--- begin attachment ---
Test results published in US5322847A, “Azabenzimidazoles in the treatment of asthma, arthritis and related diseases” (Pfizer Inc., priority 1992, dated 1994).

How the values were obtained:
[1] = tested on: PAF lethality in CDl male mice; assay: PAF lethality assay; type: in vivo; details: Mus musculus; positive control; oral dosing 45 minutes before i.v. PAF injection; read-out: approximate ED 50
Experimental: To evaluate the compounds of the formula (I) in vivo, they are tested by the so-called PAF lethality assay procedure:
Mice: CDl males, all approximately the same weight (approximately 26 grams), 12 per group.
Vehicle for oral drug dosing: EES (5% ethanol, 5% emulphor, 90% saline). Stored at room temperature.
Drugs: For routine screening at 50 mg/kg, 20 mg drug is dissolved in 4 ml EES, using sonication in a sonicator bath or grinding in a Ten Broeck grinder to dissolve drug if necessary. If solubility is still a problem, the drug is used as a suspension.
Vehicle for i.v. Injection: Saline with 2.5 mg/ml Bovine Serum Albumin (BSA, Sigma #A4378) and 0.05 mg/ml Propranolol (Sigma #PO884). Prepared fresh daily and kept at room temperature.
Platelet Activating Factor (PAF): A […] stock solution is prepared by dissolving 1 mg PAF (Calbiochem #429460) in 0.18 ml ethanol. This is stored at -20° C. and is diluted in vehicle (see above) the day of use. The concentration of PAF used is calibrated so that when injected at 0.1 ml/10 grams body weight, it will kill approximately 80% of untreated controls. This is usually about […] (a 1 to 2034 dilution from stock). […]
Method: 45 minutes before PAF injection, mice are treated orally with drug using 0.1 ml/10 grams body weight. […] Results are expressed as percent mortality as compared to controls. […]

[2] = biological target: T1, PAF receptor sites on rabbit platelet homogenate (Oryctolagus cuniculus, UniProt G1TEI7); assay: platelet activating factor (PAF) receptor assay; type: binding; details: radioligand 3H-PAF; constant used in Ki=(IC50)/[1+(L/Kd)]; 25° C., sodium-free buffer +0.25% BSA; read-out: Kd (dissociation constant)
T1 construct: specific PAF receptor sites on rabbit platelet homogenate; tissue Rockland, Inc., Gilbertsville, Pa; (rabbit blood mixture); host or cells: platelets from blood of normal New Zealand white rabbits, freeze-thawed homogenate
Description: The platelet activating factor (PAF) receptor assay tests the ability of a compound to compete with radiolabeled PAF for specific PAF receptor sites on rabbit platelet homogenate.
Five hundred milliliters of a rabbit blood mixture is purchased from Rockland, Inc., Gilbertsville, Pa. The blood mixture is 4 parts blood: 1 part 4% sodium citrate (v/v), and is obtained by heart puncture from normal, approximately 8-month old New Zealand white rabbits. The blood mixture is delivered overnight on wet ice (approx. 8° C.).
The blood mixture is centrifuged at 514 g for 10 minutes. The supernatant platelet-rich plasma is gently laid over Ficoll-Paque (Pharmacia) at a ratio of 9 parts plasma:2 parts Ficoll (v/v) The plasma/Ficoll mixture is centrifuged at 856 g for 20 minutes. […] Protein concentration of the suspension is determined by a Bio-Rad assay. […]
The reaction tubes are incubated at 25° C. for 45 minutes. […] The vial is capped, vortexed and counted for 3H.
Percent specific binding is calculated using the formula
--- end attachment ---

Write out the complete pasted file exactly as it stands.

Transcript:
Test results published in US5322847A, “Azabenzimidazoles in the treatment of asthma, arthritis and related diseases” (Pfizer Inc., priority 1992, dated 1994).

How the values were obtained:
[1] = tested on: PAF lethality in CDl male mice; assay: PAF lethality assay; type: in vivo; details: Mus musculus; positive control; oral dosing 45 minutes before i.v. PAF injection; read-out: approximate ED 50
Experimental: To evaluate the compounds of the formula (I) in vivo, they are tested by the so-called PAF lethality assay procedure:
Mice: CDl males, all approximately the same weight (approximately 26 grams), 12 per group.
Vehicle for oral drug dosing: EES (5% ethanol, 5% emulphor, 90% saline). Stored at room temperature.
Drugs: For routine screening at 50 mg/kg, 20 mg drug is dissolved in 4 ml EES, using sonication in a sonicator bath or grinding in a Ten Broeck grinder to dissolve drug if necessary. If solubility is still a problem, the drug is used as a suspension.
Vehicle for i.v. Injection: Saline with 2.5 mg/ml Bovine Serum Albumin (BSA, Sigma #A4378) and 0.05 mg/ml Propranolol (Sigma #PO884). Prepared fresh daily and kept at room temperature.
Platelet Activating Factor (PAF): A […] stock solution is prepared by dissolving 1 mg PAF (Calbiochem #429460) in 0.18 ml ethanol. This is stored at -20° C. and is diluted in vehicle (see above) the day of use. The concentration of PAF used is calibrated so that when injected at 0.1 ml/10 grams body weight, it will kill approximately 80% of untreated controls. This is usually about […] (a 1 to 2034 dilution from stock). […]
Method: 45 minutes before PAF injection, mice are treated orally with drug using 0.1 ml/10 grams body weight. […] Results are expressed as percent mortality as compared to controls. […]

[2] = biological target: T1, PAF receptor sites on rabbit platelet homogenate (Oryctolagus cuniculus, UniProt G1TEI7); assay: platelet activating factor (PAF) receptor assay; type: binding; details: radioligand 3H-PAF; constant used in Ki=(IC50)/[1+(L/Kd)]; 25° C., sodium-free buffer +0.25% BSA; read-out: Kd (dissociation constant)
T1 construct: specific PAF receptor sites on rabbit platelet homogenate; tissue Rockland, Inc., Gilbertsville, Pa; (rabbit blood mixture); host or cells: platelets from blood of normal New Zealand white rabbits, freeze-thawed homogenate
Description: The platelet activating factor (PAF) receptor assay tests the ability of a compound to compete with radiolabeled PAF for specific PAF receptor sites on rabbit platelet homogenate.
Five hundred milliliters of a rabbit blood mixture is purchased from Rockland, Inc., Gilbertsville, Pa. The blood mixture is 4 parts blood: 1 part 4% sodium citrate (v/v), and is obtained by heart puncture from normal, approximately 8-month old New Zealand white rabbits. The blood mixture is delivered overnight on wet ice (approx. 8° C.).
The blood mixture is centrifuged at 514 g for 10 minutes. The supernatant platelet-rich plasma is gently laid over Ficoll-Paque (Pharmacia) at a ratio of 9 parts plasma:2 parts Ficoll (v/v) The plasma/Ficoll mixture is centrifuged at 856 g for 20 minutes. […] Protein concentration of the suspension is determined by a Bio-Rad assay. […]
The reaction tubes are incubated at 25° C. for 45 minutes. […] The vial is capped, vortexed and counted for 3H.
Percent specific binding is calculated using the formula